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Quebec taking steps to shorten delays in the province's youth protection system

Quebec's youth protection system, the DPJ, is responsible for investigating allegations of abuse and neglect of children. (Ivanoh Demers/Radio-Canada - image credit)
Quebec's youth protection system, the DPJ, is responsible for investigating allegations of abuse and neglect of children. (Ivanoh Demers/Radio-Canada - image credit)

Quebec announced today it's setting up a working group that will convene later this month to shorten delays in the province's youth protection system.

Quebec Justice Minister Simon Jolin-Barrette said the system needs to work faster and more efficiently.

"We all need to work together to be sure that all the files will be heard quickly in front of the court when it's needed to go in front of the court," said Jolin-Barrette.

The Justice Minister said the idea is to get the different stakeholders at the table, from the Quebec Bar to the Quebec Human Rights and Youth Rights Commission, to identify problems and develop solutions to remedy them.

Quebec's justice minister, Simon Jolin-Barrette, says presiding justices of the peace will be given the power to oversee criminal court appearances and bail hearings.
Quebec's justice minister, Simon Jolin-Barrette, says presiding justices of the peace will be given the power to oversee criminal court appearances and bail hearings.

Quebec's justice minister, Simon Jolin-Barrette, says the idea is to get the different stakeholders at the table, from the Quebec Bar to the Quebec Human Rights and Youth Rights Commission, to identify problems and develop solutions to remedy them. (Sylvain Roy Roussel/CBC)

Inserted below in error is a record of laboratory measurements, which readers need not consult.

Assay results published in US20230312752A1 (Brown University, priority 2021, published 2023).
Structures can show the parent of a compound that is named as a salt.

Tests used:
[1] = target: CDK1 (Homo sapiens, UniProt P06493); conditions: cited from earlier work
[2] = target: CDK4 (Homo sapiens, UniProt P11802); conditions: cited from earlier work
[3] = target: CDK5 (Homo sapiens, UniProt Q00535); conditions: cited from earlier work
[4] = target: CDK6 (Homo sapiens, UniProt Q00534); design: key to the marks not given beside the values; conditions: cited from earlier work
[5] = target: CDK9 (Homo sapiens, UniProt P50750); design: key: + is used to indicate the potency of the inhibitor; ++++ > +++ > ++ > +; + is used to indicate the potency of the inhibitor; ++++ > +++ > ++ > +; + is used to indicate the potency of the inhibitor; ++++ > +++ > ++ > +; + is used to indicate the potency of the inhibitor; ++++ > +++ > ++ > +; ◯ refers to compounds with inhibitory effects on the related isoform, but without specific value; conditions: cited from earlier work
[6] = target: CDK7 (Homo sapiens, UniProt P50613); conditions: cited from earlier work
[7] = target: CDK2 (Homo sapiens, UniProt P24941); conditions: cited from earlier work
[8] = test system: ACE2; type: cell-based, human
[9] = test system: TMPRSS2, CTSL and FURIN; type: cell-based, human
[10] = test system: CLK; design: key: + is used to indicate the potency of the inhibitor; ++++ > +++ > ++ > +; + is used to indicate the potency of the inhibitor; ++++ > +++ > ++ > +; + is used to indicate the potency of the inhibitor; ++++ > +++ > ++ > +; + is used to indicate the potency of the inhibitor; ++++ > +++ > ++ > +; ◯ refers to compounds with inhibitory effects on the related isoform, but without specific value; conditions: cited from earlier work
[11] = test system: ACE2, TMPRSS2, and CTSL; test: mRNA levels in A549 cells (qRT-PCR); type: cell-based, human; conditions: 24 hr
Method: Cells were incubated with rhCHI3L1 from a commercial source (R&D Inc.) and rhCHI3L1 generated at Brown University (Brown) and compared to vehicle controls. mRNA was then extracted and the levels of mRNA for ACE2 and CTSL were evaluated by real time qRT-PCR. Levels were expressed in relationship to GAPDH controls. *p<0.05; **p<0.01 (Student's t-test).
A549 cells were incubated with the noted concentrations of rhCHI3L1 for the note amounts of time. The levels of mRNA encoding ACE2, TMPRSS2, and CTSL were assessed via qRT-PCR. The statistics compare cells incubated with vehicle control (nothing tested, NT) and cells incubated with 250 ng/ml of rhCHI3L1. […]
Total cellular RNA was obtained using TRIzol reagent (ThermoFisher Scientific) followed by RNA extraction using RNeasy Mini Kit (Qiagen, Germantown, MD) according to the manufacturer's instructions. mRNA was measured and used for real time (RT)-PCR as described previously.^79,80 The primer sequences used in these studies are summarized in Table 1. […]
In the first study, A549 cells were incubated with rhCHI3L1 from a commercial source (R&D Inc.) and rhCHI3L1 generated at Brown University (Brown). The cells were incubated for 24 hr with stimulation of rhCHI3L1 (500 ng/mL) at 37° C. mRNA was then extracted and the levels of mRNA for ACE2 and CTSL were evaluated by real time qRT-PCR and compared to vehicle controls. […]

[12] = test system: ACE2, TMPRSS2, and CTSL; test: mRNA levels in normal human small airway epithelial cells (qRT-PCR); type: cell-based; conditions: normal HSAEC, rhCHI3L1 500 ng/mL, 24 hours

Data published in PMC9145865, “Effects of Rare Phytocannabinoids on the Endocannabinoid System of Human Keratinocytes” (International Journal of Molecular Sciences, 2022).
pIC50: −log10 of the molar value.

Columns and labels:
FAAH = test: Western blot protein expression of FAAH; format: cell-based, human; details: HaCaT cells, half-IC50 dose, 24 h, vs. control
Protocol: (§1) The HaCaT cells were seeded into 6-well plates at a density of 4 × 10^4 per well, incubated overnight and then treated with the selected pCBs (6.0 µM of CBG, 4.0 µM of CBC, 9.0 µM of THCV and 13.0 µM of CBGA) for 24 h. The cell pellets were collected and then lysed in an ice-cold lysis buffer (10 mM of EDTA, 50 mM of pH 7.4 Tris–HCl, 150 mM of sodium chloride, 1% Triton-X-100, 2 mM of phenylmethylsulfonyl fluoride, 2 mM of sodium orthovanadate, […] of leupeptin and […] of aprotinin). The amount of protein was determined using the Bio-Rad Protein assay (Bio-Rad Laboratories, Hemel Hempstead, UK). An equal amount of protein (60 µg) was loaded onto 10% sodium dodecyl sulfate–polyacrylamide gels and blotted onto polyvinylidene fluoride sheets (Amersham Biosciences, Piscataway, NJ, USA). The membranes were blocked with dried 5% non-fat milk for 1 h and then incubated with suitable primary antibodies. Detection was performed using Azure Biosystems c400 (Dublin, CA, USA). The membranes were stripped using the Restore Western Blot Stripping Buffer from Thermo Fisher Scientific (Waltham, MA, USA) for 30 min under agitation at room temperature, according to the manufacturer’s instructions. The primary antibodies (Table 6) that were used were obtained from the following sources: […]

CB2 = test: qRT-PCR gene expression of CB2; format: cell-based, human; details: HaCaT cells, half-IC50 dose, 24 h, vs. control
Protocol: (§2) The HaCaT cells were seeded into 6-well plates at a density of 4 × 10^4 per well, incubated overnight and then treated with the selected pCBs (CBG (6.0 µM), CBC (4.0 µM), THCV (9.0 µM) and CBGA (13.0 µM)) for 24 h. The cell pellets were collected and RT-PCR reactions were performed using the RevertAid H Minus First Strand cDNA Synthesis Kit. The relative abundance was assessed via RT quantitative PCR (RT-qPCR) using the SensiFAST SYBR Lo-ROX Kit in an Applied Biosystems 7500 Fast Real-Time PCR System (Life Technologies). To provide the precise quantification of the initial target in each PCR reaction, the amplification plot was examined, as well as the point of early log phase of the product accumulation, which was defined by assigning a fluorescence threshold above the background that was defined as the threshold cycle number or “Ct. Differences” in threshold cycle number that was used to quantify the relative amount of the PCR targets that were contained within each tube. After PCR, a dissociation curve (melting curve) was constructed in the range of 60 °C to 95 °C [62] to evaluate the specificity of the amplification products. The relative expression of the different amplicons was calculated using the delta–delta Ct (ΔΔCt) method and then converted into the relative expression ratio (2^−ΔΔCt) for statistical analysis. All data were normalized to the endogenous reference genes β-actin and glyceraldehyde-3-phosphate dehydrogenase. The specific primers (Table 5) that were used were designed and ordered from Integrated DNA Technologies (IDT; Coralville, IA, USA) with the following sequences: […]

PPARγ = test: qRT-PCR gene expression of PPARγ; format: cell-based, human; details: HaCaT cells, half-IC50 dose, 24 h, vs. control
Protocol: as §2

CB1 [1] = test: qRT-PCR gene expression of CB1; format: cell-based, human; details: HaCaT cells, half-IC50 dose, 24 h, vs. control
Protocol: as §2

More resources needed: youth court lawyer 

Youth court lawyer Younes Ameur welcomes what he calls long overdue measures to speed up the youth protection system.

"It is really important that there is real communication between all the services as soon as a child is taken charge of by youth protection," he said, adding that COVID-19 pandemic deepened the backlog.

Many systemic problems plague the youth protection services, he said.

Files that are considered less urgent — not involving physical abuse, for example   — sometimes end up being delayed for months, said Ameur.

He said he would like to see lawyers get involved earlier in cases, as soon as a report is made about a child. That way, he said, more cases could get resolved through voluntary measures — agreements with youth protection services to, for instance, seek services available in the community —  instead of going to court.

At the same time, Ameur said more funding and resources are also a necessary part of the solution.

"We need more social workers, we need more judges, more lawyers that are specialized … We cannot work with the same tools that we had 10 years [ago]," he said, adding the need for innovating the system through more mediation and digitization.

The Justice Minister said eight new judges have been added to the courts in the past two years but admitted more needs to be done in increasing the number of social workers.